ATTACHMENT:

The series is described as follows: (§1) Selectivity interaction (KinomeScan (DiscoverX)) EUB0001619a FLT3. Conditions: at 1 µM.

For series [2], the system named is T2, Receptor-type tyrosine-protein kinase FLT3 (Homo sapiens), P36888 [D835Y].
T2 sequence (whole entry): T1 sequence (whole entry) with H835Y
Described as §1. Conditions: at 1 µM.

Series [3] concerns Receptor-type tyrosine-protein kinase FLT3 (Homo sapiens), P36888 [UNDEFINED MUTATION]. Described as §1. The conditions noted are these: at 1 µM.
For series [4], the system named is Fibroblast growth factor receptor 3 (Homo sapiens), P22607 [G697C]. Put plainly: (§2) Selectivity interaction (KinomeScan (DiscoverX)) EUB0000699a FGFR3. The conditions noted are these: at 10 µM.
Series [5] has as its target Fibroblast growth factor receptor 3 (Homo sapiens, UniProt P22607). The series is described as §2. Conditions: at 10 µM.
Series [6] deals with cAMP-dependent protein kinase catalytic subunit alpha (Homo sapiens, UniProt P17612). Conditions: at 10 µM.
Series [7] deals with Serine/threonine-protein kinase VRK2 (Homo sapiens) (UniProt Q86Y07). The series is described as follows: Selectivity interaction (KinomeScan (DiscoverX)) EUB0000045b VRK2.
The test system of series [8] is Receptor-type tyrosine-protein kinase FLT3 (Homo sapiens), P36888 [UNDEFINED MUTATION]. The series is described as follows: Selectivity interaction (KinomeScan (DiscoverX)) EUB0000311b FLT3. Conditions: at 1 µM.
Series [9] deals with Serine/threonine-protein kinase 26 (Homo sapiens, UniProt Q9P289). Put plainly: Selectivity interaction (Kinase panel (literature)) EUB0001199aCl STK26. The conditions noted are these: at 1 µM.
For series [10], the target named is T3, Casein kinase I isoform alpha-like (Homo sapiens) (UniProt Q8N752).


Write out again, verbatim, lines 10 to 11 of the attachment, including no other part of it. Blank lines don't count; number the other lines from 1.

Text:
The test system of series [8] is Receptor-type tyrosine-protein kinase FLT3 (Homo sapiens), P36888 [UNDEFINED MUTATION]. The series is described as follows: Selectivity interaction (KinomeScan (DiscoverX)) EUB0000311b FLT3. Conditions: at 1 µM.
Series [9] deals with Serine/threonine-protein kinase 26 (Homo sapiens, UniProt Q9P289). Put plainly: Selectivity interaction (Kinase panel (literature)) EUB0001199aCl STK26. The conditions noted are these: at 1 µM.